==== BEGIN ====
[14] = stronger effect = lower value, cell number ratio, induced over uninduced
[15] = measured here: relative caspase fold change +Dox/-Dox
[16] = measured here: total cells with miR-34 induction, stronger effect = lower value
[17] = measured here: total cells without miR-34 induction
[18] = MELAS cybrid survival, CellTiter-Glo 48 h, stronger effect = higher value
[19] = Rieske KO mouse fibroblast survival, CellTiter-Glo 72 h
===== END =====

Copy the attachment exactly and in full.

[14] = stronger effect = lower value, cell number ratio, induced over uninduced
[15] = measured here: relative caspase fold change +Dox/-Dox
[16] = measured here: total cells with miR-34 induction, stronger effect = lower value
[17] = measured here: total cells without miR-34 induction
[18] = MELAS cybrid survival, CellTiter-Glo 48 h, stronger effect = higher value
[19] = Rieske KO mouse fibroblast survival, CellTiter-Glo 72 h